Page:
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Abstract: FR-PO974

Automated Podocyte Foot Process Width Measurement Using Deep Learning

Session Information

Category: Pathology and Lab Medicine

  • 1601 Pathology and Lab Medicine: Basic

Authors

  • Najafian, Behzad, University of Washington, Seattle, Washington, United States
  • Sargolzaeiaval, Forough, University of Washington, Seattle, Washington, United States
  • Mauer, Michael, University of Minnesota, Minneapolis, Minnesota, United States
Background

Increased foot processes (FP) width (FPW) is an important measure of podocyte injury. There is no consensus on how to estimate average FPW. The current gold standard (unbiased stereology) is time consuming and not widely available. We aimed to automate average FPW estimation using deep learning (DL).

Methods

A custom multi-layered deep learning model was trained on a normalized electron-microscopy (EM) dataset of 800 images (augmented 10000+) obtained at ~40,000X. Images were captured using systematic uniform random sampling. Testing was done on 29 new kidney biopsies (30-157 images per biopsy) from patients with Fabry disease and variable proteinuria and pathology severity and a compiles set of images from kidney donors as normal controls. DL FPW measurements were compared with measurements done by an experienced technician using unbiased stereology. Measurements were correlated with available clinical and structural parameters.

Results

The automated report utility substantially reduced the time needed for average FPW measurement per biopsy (<1 min DL vs. 6-8 hours human). The DL model accuracy based on human segmentation as the ground truth on a scale of 0-1 (1=perfect) accuracy was 0.8 for glomerular basement membrane and 0.6 for slits. DL measurements (737±151nm) were ~6.5% smaller (p=0.03) than human measurements (788±194nm), but these two were correlated (r=0.77; p<0.0001). Bland-Altman plot showed that ~94% of DL vs. human differences fell within mean ± 1.96 SD of the differences. Both human and DL showed increased FPW in Fabry patients compared with controls and similar correlations between age and FPW in Fabry patients. Globotriaosylceramide inclusion density in podocytes correlated with DL-measured FPW (r=0.33, p=0.04), but human measurements did not. DL-measured FPW showed a trend with urine protein excretion rate (r=0.31, p=0.058), but human measurements did not. DL showed substantial variability in individual FPW in Fabry patients but not in controls.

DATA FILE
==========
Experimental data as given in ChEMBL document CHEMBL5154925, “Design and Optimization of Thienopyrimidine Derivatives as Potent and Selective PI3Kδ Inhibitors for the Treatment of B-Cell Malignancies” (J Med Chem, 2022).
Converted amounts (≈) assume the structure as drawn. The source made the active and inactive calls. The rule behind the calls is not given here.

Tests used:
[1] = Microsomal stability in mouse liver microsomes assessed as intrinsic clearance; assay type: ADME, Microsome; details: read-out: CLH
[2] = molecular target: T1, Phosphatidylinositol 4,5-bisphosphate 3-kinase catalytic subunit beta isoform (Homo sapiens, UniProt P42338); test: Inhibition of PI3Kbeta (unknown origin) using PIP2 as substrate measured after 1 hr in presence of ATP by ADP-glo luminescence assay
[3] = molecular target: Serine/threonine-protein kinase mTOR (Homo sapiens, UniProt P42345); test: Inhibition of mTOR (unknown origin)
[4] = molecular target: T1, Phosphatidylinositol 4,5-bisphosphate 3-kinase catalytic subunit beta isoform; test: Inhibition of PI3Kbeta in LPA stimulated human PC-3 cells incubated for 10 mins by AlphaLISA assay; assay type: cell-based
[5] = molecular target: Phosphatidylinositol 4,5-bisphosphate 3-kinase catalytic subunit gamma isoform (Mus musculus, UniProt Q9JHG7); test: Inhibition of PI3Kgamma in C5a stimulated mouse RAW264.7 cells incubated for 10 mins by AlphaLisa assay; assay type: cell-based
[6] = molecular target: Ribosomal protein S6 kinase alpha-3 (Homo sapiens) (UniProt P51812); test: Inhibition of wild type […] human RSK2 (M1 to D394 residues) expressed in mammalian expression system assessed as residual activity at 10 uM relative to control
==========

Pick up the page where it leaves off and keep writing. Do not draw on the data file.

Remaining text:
Conclusion

DL algorithms while substantially reduced time needed for FPW measurement, provided reasonably accurate data correlating with human stereology measurements and with relevant clinical correlations. In addition, DL readily provided additional information on individual FPW variability which may be useful in podocyte injury assessment in secondary podocytopathies.

Funding

  • Other NIH Support